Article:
In its first quarter in 2012, the company’s profits lost $163 million dollars, sales skidded to 20%, and traffic to its stores decreased by 10% (Zmuda, 2012). By the end of 2012, the company net sales decreased by more than five million dollars compared to 2011 prior to Johnson’s appointment. Unfortunately for Johnson, his confusing pricing strategy did not catch on with loyal JCP shoppers. In addition, Johnson was stubborn and did not believe in conducting research with his new marketing strategy at a few select stores before he rolled it out to all the stores (Kumar, 2013). Johnson’s biggest cheerleader at the time of his appointment was William Ackman, Founder and CEO of Pershing Square Capital Management, LP. Ackman serves on the Board of Directors of JCP and owns 18% of the company as well as other derivatives that further would boost his exposure (Glazer, Lublin, & Mattioli, 2013).

Below is a graph with figures showing JCP’s total net sales in 2012 which decreased by more than five million dollars versus in 2011 (JCP 2012 SEC, 2013). In this case, poor management decisions impacted the company’s profits. | | |2012 |2011 |2010 |2009 |2008 | |Total Net Sales: | |$12,985 |$17,260 |$17,759 |$17,556 |$18,486 | |Sales Percentage: | |-24.80% |-3% |1.20% |-5.00% |-6.90% | |Operating Income: | |-1,310 |-2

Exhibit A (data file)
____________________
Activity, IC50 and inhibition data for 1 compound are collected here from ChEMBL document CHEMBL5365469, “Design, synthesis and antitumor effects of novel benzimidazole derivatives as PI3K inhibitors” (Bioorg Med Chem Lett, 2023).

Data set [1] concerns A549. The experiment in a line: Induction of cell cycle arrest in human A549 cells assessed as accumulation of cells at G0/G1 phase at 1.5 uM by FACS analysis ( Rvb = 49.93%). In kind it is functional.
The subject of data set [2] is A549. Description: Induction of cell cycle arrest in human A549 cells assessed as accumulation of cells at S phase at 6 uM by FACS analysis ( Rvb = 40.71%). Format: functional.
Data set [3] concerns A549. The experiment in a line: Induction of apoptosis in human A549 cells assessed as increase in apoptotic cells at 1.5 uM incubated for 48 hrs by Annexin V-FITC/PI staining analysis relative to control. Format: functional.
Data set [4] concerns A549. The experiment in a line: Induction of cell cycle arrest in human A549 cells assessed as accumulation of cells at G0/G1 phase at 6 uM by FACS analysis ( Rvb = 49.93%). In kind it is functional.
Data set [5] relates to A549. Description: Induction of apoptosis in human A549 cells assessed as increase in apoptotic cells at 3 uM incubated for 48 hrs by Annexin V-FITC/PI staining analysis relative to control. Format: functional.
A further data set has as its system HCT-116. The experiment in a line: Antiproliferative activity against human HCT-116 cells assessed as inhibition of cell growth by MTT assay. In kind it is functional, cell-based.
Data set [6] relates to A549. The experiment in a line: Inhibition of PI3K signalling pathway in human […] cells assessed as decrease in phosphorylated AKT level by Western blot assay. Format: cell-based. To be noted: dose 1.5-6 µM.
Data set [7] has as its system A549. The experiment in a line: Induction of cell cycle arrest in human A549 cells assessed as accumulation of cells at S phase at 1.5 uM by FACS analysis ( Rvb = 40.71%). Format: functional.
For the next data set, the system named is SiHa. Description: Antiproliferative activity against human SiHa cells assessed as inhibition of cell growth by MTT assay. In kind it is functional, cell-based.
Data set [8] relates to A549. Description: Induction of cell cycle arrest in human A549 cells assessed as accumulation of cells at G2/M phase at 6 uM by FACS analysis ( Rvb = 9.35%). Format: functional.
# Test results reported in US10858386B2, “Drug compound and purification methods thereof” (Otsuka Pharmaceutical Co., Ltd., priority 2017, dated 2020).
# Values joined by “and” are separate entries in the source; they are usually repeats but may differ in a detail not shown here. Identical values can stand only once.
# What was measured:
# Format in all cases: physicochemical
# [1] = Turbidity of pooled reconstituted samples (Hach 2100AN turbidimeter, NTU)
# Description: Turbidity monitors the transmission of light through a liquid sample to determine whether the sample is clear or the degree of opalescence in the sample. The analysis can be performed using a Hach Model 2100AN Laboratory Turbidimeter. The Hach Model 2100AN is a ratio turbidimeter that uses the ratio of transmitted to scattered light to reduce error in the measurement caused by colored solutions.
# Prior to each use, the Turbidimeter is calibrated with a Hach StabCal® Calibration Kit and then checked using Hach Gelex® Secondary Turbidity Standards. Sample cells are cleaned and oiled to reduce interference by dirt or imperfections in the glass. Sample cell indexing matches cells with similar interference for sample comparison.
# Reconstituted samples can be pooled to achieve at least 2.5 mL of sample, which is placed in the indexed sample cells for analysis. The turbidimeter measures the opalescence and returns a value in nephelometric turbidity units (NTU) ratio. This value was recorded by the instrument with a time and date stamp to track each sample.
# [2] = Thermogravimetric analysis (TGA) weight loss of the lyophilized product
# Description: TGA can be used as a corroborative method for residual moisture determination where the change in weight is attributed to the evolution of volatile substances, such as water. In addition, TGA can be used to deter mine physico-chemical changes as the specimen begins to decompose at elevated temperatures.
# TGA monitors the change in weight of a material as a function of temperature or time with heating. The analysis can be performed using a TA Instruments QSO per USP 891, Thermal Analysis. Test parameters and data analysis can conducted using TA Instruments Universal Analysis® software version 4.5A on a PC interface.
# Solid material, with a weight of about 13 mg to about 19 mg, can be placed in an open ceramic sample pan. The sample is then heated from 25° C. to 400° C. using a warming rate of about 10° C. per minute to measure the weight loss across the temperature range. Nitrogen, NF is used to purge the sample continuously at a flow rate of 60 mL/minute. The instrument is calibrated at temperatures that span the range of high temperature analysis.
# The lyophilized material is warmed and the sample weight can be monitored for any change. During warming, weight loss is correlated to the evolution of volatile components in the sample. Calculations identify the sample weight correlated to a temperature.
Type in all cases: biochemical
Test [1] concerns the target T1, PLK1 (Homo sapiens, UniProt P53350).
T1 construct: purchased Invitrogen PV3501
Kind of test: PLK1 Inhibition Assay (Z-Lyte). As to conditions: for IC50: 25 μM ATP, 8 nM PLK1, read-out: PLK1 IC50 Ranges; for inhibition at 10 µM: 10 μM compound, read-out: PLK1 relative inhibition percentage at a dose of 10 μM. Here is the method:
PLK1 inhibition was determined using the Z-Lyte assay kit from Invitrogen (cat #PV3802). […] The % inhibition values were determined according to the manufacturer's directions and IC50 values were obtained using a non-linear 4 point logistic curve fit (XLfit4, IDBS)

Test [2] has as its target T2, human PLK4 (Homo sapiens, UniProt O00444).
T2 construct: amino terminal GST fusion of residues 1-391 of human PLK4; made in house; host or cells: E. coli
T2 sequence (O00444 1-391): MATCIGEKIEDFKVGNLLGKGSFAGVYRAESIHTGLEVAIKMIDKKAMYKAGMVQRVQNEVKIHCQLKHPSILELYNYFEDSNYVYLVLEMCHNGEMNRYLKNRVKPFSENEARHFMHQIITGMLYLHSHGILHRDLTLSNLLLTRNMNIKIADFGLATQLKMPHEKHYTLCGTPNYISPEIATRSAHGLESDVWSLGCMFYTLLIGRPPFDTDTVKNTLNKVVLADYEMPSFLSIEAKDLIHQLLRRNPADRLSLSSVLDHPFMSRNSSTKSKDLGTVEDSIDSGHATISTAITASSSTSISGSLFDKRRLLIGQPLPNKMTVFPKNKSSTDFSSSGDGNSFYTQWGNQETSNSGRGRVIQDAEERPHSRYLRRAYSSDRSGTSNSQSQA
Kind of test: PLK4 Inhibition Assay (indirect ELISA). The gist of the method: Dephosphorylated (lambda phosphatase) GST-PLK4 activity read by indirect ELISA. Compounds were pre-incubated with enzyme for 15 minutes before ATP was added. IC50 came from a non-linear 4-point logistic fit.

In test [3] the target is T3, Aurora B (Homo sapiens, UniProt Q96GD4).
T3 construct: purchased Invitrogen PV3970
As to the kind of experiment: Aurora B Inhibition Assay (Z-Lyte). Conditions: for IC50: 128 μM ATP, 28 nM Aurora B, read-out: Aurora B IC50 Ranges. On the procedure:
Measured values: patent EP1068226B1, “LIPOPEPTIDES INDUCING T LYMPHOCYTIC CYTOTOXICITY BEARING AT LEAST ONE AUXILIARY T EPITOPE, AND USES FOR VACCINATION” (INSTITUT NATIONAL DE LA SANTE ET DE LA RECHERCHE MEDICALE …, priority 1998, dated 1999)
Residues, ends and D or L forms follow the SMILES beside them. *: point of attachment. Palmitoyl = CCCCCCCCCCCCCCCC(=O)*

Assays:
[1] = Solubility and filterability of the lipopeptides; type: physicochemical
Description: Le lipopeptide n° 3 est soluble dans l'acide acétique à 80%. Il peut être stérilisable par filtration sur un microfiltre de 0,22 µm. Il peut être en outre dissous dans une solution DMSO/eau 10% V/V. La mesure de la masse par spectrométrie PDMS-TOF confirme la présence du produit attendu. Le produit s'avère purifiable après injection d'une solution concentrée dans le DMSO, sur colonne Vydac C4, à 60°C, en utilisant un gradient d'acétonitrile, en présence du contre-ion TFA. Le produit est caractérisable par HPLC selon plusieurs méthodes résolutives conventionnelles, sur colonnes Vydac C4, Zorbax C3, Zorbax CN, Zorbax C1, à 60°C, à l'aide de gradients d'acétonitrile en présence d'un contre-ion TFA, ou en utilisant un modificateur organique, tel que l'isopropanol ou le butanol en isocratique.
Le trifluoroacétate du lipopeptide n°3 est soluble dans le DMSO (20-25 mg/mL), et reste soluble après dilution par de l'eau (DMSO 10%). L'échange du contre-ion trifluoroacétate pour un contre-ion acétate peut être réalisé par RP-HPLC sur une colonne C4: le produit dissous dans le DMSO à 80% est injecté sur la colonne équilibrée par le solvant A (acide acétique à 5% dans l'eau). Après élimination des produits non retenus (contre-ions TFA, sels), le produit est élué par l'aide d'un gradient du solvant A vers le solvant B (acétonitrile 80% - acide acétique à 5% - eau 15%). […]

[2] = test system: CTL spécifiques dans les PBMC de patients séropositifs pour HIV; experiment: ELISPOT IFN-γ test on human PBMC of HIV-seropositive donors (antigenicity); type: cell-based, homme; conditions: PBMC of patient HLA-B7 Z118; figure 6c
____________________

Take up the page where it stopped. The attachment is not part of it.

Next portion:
|832 |663 |1,135 | |Income loss | | | | | | | |Continuing operations | |-985 |-152 |378 |249 |567 | | | | | | | | | |($ in millions) | | | | | | |

Former Apple executive Ron Johnson took the helm at J.C. Penney in late 2011. At the time, Johnson’s predecessor was Mike Ullman whom was fired after more than seven years at the top strategist for JCP (“J.C. Penney’s Chief Ron Johnson Ousted,” 2013). Johnson’s experience on paper looked great. He worked for Apple and Target and his appointment was considered a coup for JCP (Kumar, 2013). Ackman touted him as the man who would turn J.C. Penney’s stores into sellers of name-brand clothes with few discounts (Glazer, Lublin, & Mattioli, 2013). In the article “The Man Who Went Too Far At J.C. Penney”, author Nikhil Kumar (2013) stated that “for decades it has served the great American middle class, luring them in with discounts and coupons” (p. n/a).

Johnson’s first action in changing JCP included eliminating the company’s old pricing strategy which he considered as fake prices because the company was constantly marking down prices (Kumar, 2013). Johnson eliminated the fake prices and called his new pricing strategy as fair and square. Here is an example of Johnson’s new pricing strategy. Instead of marking up a t-shirt at the price of $14 dollars and then slashing the price to $6 dollars with its markdowns and coupons, Johnson suggested to just marked the t-shirt at $7. Johnson explained that his new pricing policy not only simple, but fair and square (Kumar, 2013). Unfortunately, the new strategy did not meet with enthusiasm from loyal consumers.